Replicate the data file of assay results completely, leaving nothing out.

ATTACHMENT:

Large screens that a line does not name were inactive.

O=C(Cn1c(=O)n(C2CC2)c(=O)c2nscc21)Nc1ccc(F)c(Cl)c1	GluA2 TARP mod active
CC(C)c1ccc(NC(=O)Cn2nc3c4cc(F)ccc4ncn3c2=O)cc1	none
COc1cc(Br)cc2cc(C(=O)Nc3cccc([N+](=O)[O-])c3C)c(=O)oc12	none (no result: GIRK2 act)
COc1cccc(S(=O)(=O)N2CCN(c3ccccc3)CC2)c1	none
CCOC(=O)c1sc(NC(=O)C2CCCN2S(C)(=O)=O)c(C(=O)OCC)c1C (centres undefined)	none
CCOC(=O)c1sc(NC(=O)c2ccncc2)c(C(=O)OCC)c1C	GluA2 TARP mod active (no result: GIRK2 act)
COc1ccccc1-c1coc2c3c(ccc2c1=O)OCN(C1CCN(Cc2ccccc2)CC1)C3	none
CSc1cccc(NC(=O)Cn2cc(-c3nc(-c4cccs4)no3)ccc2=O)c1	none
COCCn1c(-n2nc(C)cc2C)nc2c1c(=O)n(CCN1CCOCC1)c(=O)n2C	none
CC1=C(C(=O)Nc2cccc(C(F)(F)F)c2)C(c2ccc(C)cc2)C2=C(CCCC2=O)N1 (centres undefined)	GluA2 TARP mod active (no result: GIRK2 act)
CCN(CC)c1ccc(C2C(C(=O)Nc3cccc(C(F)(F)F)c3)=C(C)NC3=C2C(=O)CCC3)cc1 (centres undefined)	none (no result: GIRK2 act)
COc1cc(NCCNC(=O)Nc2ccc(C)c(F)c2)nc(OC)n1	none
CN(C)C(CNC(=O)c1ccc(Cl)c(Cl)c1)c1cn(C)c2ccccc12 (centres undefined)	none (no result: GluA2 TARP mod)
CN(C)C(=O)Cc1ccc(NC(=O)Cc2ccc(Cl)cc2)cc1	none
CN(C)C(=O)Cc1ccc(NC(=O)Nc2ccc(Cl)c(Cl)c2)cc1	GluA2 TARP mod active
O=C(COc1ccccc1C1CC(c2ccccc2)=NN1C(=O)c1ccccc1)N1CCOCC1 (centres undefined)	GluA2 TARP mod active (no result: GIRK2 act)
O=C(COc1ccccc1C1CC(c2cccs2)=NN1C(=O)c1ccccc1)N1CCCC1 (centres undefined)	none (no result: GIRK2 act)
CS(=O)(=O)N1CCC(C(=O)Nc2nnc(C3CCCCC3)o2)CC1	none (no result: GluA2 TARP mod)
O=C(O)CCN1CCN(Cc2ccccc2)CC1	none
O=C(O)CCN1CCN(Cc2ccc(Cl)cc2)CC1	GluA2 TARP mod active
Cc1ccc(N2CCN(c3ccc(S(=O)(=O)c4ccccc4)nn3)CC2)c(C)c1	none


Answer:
Large screens that a line does not name were inactive.

O=C(Cn1c(=O)n(C2CC2)c(=O)c2nscc21)Nc1ccc(F)c(Cl)c1	GluA2 TARP mod active
CC(C)c1ccc(NC(=O)Cn2nc3c4cc(F)ccc4ncn3c2=O)cc1	none
COc1cc(Br)cc2cc(C(=O)Nc3cccc([N+](=O)[O-])c3C)c(=O)oc12	none (no result: GIRK2 act)
COc1cccc(S(=O)(=O)N2CCN(c3ccccc3)CC2)c1	none
CCOC(=O)c1sc(NC(=O)C2CCCN2S(C)(=O)=O)c(C(=O)OCC)c1C (centres undefined)	none
CCOC(=O)c1sc(NC(=O)c2ccncc2)c(C(=O)OCC)c1C	GluA2 TARP mod active (no result: GIRK2 act)
COc1ccccc1-c1coc2c3c(ccc2c1=O)OCN(C1CCN(Cc2ccccc2)CC1)C3	none
CSc1cccc(NC(=O)Cn2cc(-c3nc(-c4cccs4)no3)ccc2=O)c1	none
COCCn1c(-n2nc(C)cc2C)nc2c1c(=O)n(CCN1CCOCC1)c(=O)n2C	none
CC1=C(C(=O)Nc2cccc(C(F)(F)F)c2)C(c2ccc(C)cc2)C2=C(CCCC2=O)N1 (centres undefined)	GluA2 TARP mod active (no result: GIRK2 act)
CCN(CC)c1ccc(C2C(C(=O)Nc3cccc(C(F)(F)F)c3)=C(C)NC3=C2C(=O)CCC3)cc1 (centres undefined)	none (no result: GIRK2 act)
COc1cc(NCCNC(=O)Nc2ccc(C)c(F)c2)nc(OC)n1	none
CN(C)C(CNC(=O)c1ccc(Cl)c(Cl)c1)c1cn(C)c2ccccc12 (centres undefined)	none (no result: GluA2 TARP mod)
CN(C)C(=O)Cc1ccc(NC(=O)Cc2ccc(Cl)cc2)cc1	none
CN(C)C(=O)Cc1ccc(NC(=O)Nc2ccc(Cl)c(Cl)c2)cc1	GluA2 TARP mod active
O=C(COc1ccccc1C1CC(c2ccccc2)=NN1C(=O)c1ccccc1)N1CCOCC1 (centres undefined)	GluA2 TARP mod active (no result: GIRK2 act)
O=C(COc1ccccc1C1CC(c2cccs2)=NN1C(=O)c1ccccc1)N1CCCC1 (centres undefined)	none (no result: GIRK2 act)
CS(=O)(=O)N1CCC(C(=O)Nc2nnc(C3CCCCC3)o2)CC1	none (no result: GluA2 TARP mod)
O=C(O)CCN1CCN(Cc2ccccc2)CC1	none
O=C(O)CCN1CCN(Cc2ccc(Cl)cc2)CC1	GluA2 TARP mod active
Cc1ccc(N2CCN(c3ccc(S(=O)(=O)c4ccccc4)nn3)CC2)c(C)c1	none